Principia Mathematica

For Isaac Newton's 1687 book containing basic laws of physics, see Philosophiae Naturalis Principia Mathematica.

The Principia Mathematica is a three-volume work on the foundations of mathematics, written by Alfred North Whitehead and Bertrand Russell and published in 1910-1913. It is an attempt to derive all mathematical truths from a well-defined set of axioms and inference rules in symbolic logic. One of the main inspirations and motivations for the Principia was Frege's earlier work on logic, which had led to some contradictions discovered by Russell. These were avoided in the Principia by building an elaborate system of types: a set has a higher type than its elements and one can not speak of the "set of all sets" and similar constructs which lead to paradoxes (see Russell's paradox).

The Principia only covered set theory, cardinal numbers, ordinal numbers and real numbers; deeper theorems from real analysis were not included, but by the end of the third volume it was clear that all known mathematics could in principle be developed in the adopted formalism.

The questions remained whether a contradiction could be derived from the Principia's axioms, and whether there exists a mathematical statement which could neither be proven nor disproven in the system. These questions were settled by Gödel's incompleteness theorem in 1931. Gödel's second incompleteness theorem shows that basic arithmetic cannot be used to prove its own consistency, so it certainly cannot be used to prove the consistency of anything stronger. In other words, the statement "there are no contradictions in the Principia system" cannot be proven true or false in the Principia system unless there are contradictions in the system (in which case it can be proven both true and false).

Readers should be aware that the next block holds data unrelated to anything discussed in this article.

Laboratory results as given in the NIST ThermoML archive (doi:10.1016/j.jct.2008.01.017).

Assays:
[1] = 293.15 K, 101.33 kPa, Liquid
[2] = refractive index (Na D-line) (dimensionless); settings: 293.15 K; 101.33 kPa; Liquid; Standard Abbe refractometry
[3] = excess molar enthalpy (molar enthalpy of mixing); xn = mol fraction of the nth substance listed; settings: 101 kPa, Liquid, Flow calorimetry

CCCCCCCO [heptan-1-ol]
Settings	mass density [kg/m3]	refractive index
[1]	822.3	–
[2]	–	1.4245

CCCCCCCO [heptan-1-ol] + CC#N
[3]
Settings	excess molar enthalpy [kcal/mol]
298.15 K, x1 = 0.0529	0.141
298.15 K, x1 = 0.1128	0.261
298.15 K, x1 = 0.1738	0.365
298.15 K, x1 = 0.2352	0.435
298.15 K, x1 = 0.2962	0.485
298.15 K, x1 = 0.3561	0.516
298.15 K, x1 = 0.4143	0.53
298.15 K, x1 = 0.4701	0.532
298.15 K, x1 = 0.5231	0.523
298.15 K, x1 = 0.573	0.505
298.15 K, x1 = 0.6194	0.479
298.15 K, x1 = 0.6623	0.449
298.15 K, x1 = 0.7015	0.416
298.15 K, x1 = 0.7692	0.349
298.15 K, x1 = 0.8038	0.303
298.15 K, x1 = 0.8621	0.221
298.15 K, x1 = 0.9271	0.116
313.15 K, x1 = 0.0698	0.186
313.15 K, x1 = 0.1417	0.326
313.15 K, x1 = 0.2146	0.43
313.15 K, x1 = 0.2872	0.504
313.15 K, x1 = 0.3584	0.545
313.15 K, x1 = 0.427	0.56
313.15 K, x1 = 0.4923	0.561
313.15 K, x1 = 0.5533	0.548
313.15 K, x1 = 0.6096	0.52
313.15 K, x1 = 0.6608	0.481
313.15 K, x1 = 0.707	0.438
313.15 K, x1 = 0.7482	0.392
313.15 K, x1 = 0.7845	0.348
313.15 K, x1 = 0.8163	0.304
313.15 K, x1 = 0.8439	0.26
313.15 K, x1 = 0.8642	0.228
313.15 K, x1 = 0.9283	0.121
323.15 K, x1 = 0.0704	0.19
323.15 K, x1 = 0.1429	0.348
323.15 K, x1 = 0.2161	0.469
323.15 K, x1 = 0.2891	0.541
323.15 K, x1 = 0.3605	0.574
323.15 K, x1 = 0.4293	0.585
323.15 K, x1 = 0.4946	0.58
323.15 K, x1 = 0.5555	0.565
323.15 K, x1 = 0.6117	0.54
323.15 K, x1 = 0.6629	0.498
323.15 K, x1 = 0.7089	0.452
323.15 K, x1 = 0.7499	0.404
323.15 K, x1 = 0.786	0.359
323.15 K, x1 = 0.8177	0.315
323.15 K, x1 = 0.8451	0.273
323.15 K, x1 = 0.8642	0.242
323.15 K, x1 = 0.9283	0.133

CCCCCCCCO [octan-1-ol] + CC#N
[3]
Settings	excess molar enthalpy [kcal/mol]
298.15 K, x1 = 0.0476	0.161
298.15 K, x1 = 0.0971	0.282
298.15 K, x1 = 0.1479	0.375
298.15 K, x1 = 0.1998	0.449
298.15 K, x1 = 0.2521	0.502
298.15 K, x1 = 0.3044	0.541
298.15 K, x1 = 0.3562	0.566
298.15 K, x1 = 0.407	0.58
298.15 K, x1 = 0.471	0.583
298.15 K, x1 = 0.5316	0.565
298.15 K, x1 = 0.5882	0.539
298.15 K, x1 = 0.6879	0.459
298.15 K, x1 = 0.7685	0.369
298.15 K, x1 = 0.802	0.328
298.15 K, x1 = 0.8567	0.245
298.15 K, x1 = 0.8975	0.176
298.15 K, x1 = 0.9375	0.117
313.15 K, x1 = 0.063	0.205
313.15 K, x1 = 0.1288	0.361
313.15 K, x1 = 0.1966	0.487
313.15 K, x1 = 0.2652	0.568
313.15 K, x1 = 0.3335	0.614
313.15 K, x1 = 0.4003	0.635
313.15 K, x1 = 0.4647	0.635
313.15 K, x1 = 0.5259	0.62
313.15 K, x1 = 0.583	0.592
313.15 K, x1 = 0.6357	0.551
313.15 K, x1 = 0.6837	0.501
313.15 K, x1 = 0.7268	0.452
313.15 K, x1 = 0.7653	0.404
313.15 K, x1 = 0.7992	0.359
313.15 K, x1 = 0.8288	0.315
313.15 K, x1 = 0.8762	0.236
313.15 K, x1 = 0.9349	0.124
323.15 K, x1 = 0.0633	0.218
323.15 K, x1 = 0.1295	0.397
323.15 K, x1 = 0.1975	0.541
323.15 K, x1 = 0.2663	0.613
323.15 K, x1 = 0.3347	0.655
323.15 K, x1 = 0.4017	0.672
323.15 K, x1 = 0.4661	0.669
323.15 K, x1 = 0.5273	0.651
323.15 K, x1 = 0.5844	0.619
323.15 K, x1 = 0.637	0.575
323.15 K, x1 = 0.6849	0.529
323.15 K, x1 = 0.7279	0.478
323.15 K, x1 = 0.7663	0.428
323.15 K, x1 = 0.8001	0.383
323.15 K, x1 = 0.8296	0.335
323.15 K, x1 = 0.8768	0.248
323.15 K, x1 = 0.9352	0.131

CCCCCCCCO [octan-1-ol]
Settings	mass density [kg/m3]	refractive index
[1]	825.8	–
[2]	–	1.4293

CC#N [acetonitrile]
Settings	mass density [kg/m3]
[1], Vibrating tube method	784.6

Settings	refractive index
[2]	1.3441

Yet, as Douglas Hofstadter [[1]] has pointed out, there may be additional levels of potential contradiction here. A central principle of the "system of types" mentioned above is that statements that are self referential are forbidden, to avoid Russell's paradox. Loops of statements that are self referential (circular definitions) are also forbidden. However, the statement "We do not allow self-referential statements in Principia Mathematica" is a violation of the rule against self-referential statements, an apparant contradiction at the heart of the philosophy.

A fourth volume on the foundations of geometry had been planned, but the authors admitted to intellectual exhaustion upon completion of the third.

The Principia is widely considered by specialists in the subject to be one of the most important and seminal works in mathematical logic and philosophy.

Quote from the book

• "From this proposition it will follow, when arithmetical addition has been defined, that 1+1=2." – page 362.